Antibodies are proteins produced by the immune system that bind to antigens to neutralise them or mark them for destruction by other wings of the immune system. The spike protein on SARS-CoV-2 is the protein antigen that allows the virus to attach to cells in our body to initiate an infection.
If our immune system has antibodies against the S antigen on the virus – resulting from exposure to SARS-CoV-2 or from vaccination – they can bind to it and help prevent us from becoming infected. Other antibodies against SARS-CoV-2 have other roles, for example in recruiting other wings if the immine system.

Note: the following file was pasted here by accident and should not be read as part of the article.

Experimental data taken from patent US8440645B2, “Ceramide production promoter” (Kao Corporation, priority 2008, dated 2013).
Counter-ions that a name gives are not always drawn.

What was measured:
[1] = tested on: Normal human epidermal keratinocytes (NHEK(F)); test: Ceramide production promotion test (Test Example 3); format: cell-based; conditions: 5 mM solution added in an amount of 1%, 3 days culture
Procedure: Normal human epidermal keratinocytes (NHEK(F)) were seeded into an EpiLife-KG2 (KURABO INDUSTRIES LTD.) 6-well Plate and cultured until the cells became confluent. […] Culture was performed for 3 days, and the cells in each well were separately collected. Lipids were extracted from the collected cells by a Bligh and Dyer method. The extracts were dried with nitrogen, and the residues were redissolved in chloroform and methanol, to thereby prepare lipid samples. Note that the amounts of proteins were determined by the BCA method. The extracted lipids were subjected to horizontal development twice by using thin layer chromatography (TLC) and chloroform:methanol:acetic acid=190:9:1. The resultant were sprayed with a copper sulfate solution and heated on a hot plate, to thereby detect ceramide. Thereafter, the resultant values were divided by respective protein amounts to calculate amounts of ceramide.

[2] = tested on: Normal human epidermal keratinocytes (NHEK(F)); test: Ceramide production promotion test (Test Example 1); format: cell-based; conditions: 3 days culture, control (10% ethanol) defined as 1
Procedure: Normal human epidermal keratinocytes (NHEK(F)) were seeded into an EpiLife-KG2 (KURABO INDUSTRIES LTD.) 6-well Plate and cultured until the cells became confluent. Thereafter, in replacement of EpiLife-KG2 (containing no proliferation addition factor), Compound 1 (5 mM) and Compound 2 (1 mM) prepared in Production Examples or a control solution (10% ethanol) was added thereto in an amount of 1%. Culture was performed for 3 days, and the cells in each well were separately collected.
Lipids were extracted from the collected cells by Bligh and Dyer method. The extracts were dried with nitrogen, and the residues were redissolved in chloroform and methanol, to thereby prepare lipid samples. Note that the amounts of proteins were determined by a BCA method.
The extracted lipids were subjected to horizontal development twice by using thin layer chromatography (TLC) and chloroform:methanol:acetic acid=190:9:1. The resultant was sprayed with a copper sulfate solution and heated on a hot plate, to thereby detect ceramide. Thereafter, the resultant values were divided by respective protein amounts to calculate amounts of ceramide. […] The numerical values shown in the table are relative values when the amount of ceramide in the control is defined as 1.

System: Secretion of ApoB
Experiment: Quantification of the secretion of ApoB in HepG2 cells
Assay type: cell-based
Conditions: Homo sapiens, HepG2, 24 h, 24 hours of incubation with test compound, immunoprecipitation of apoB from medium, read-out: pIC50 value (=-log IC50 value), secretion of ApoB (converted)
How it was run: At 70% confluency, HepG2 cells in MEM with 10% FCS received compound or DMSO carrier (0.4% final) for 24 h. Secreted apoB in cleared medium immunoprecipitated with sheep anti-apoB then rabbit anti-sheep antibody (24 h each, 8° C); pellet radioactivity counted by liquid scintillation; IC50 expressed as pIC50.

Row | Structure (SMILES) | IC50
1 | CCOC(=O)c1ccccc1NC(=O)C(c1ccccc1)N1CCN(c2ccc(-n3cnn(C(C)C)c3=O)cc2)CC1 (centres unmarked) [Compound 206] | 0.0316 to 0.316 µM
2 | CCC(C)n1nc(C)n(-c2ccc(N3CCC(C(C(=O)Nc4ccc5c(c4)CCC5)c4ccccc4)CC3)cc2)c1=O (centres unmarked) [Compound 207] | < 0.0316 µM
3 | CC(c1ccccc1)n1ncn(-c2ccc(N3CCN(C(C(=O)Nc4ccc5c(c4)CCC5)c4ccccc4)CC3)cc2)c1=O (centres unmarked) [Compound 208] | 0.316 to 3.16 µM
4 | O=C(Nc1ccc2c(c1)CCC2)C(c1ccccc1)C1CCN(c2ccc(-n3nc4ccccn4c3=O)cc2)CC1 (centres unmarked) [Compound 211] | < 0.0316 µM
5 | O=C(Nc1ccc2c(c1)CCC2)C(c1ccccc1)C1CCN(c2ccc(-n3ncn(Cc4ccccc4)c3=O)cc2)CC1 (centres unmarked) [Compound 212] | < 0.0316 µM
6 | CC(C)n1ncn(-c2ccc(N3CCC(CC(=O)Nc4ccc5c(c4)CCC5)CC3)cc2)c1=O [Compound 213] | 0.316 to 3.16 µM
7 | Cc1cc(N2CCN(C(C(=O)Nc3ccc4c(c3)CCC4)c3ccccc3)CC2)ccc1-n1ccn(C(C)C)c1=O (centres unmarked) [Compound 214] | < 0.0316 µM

With a SARS-CoV-2 infection, antibodies called IgM appear 7-10 days after infection and wane as the infection does.
IgG arrive after this but remain detectable longer—term; these alert the immune system to reinfection.
IgG against the S protein of the virus are a cornerstone of long-term immunity and there is a diagnostic cassette for the AFS-1000 to measure them in serum using a fingerprick blood test.